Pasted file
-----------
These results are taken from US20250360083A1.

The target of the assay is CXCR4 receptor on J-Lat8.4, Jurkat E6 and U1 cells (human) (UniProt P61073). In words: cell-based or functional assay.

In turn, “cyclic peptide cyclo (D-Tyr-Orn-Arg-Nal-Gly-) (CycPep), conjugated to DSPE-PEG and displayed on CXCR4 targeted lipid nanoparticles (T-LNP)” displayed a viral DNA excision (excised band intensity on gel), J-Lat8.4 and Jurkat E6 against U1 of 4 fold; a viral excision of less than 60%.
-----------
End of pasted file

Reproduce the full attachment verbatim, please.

These results are taken from US20250360083A1.

The target of the assay is CXCR4 receptor on J-Lat8.4, Jurkat E6 and U1 cells (human) (UniProt P61073). In words: cell-based or functional assay.

In turn, “cyclic peptide cyclo (D-Tyr-Orn-Arg-Nal-Gly-) (CycPep), conjugated to DSPE-PEG and displayed on CXCR4 targeted lipid nanoparticles (T-LNP)” displayed a viral DNA excision (excised band intensity on gel), J-Lat8.4 and Jurkat E6 against U1 of 4 fold; a viral excision of less than 60%.